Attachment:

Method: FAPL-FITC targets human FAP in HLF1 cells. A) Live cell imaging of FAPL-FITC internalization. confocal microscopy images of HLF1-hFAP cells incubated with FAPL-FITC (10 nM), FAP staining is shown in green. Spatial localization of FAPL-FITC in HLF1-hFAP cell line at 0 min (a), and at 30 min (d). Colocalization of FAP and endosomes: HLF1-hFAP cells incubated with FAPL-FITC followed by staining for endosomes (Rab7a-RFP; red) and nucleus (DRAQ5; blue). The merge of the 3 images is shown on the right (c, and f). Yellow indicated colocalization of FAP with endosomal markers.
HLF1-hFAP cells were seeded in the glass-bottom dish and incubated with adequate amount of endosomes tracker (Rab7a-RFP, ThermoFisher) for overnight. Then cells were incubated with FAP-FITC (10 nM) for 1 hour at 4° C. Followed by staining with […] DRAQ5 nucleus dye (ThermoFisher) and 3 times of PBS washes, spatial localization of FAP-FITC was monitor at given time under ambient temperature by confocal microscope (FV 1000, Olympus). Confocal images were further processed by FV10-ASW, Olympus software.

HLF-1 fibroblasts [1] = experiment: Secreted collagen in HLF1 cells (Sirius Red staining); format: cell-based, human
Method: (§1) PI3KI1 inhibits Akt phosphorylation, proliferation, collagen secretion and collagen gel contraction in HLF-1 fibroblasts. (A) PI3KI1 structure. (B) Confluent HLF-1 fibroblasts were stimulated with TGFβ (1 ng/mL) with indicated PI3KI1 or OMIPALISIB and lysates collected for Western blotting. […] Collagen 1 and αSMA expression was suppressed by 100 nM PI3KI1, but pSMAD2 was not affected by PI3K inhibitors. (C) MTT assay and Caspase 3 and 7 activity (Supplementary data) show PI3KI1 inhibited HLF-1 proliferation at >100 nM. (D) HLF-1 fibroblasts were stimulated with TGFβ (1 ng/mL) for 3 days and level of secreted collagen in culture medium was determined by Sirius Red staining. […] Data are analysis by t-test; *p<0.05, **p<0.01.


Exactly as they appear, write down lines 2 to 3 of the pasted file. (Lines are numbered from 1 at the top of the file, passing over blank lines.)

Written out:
HLF1-hFAP cells were seeded in the glass-bottom dish and incubated with adequate amount of endosomes tracker (Rab7a-RFP, ThermoFisher) for overnight. Then cells were incubated with FAP-FITC (10 nM) for 1 hour at 4° C. Followed by staining with […] DRAQ5 nucleus dye (ThermoFisher) and 3 times of PBS washes, spatial localization of FAP-FITC was monitor at given time under ambient temperature by confocal microscope (FV 1000, Olympus). Confocal images were further processed by FV10-ASW, Olympus software.

HLF-1 fibroblasts [1] = experiment: Secreted collagen in HLF1 cells (Sirius Red staining); format: cell-based, human